VDACS News Releases
August 8, 2016
Check Trees in August for the Asian Longhorned Beetle
August is a Prime Time to Spot and Report Beetles
Contact: Elaine Lidholm, 804.786.7686
Although the Asian longhorned beetle (ALB) has not been found in Virginia, the Virginia Department of Agriculture and Consumer Services (VDACS) encourages residents to check for this invasive pest by looking for signs in their trees and firewood transported from other states. To minimize further spread of the beetle, VDACS advises residents who see signs of the ALB to document, capture and report the insect to VDACS or the U.S. Department of Agriculture’s Animal and Plant Health Inspection Service (USDA APHIS).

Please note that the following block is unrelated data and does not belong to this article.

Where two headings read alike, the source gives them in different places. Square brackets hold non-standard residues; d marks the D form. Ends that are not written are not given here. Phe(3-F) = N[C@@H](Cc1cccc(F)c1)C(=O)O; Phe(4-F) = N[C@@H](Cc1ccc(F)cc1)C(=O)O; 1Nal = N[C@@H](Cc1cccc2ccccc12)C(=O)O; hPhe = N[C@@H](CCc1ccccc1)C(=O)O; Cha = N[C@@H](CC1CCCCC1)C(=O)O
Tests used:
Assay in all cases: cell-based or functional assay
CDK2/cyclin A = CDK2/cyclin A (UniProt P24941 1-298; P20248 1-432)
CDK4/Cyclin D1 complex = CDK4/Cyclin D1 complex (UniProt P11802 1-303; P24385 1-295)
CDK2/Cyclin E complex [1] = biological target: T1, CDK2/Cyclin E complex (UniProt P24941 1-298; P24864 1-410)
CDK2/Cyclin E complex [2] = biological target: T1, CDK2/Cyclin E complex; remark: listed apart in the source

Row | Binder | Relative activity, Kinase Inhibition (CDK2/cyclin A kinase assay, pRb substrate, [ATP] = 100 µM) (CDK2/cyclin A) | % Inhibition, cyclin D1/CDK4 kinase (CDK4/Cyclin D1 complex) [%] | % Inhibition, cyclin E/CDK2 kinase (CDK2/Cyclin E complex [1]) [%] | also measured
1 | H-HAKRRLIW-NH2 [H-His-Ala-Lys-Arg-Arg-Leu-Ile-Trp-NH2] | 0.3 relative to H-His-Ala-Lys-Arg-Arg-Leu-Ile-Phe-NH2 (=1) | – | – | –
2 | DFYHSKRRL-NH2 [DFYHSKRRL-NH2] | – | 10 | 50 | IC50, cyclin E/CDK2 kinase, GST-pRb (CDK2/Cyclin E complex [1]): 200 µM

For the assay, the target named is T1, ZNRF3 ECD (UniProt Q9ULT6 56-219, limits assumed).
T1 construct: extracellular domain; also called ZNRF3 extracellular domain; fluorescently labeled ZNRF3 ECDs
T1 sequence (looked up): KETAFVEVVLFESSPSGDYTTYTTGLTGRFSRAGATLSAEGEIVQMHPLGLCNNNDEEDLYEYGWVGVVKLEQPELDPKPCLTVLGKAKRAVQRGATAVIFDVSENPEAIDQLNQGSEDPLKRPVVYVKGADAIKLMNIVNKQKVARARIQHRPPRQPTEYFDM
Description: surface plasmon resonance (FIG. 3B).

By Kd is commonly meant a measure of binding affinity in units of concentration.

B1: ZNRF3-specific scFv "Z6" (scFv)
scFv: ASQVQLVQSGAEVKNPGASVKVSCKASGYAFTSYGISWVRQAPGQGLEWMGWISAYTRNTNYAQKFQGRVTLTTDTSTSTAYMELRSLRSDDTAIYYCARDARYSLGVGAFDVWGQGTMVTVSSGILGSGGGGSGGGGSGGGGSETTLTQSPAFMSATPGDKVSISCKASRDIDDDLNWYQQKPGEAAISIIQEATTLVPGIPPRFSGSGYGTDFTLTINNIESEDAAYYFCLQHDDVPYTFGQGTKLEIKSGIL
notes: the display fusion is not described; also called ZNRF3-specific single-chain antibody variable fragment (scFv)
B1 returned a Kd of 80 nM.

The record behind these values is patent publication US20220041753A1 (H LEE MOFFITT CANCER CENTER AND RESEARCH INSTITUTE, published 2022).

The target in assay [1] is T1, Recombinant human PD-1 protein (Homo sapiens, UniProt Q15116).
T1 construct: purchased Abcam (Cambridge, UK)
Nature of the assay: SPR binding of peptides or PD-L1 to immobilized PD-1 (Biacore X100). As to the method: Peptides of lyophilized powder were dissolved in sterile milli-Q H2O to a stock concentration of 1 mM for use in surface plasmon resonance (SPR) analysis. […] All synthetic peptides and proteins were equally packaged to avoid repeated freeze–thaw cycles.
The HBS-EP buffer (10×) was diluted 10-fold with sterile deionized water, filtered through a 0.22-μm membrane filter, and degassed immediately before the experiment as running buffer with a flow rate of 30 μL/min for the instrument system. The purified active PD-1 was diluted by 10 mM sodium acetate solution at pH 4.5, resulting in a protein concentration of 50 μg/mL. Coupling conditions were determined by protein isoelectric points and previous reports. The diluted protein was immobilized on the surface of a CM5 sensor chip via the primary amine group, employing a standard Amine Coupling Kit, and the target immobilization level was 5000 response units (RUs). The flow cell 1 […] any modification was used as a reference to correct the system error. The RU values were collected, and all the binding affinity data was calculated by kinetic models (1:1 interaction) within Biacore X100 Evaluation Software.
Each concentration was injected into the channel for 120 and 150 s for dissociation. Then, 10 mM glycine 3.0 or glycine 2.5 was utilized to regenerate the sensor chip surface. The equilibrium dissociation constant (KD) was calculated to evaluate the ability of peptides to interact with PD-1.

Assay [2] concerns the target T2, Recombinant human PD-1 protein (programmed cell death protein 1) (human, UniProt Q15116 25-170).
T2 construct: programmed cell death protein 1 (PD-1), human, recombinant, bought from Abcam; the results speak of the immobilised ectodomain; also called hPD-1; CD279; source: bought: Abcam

The ALB has the potential to destroy millions of acres of America's treasured hardwoods, including maple, birch, elm, willow, ash and poplar trees, just to name a few. The beetle is slow to spread on its own during the early stages of an infestation, so early detection and reporting is critical to containing it. People can also help by not moving firewood, which can transport the beetle hidden beneath the bark, to new areas.
The ALB has distinctive markings that are easy to recognize:
Signs of ALB infestation include:
What to do if you see signs of the ALB:
The Asian longhorned beetle, an invasive insect from Asia, has no natural enemies here. Since its discovery in the U.S. in 1996, it has led to the loss of more than 160,000 trees in forests, parks and neighborhoods. Once infested, trees will die and need to be removed.
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